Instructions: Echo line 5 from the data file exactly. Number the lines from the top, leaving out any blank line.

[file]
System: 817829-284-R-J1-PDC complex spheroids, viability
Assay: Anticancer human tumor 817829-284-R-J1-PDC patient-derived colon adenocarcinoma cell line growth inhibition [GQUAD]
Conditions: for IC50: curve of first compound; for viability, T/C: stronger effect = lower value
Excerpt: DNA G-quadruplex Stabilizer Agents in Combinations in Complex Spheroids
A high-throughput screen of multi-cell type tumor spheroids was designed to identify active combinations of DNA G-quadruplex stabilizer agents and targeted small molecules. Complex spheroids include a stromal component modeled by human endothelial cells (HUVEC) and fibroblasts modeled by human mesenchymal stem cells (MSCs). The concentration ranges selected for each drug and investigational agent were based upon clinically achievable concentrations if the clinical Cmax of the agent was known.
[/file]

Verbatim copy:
A high-throughput screen of multi-cell type tumor spheroids was designed to identify active combinations of DNA G-quadruplex stabilizer agents and targeted small molecules. Complex spheroids include a stromal component modeled by human endothelial cells (HUVEC) and fibroblasts modeled by human mesenchymal stem cells (MSCs). The concentration ranges selected for each drug and investigational agent were based upon clinically achievable concentrations if the clinical Cmax of the agent was known.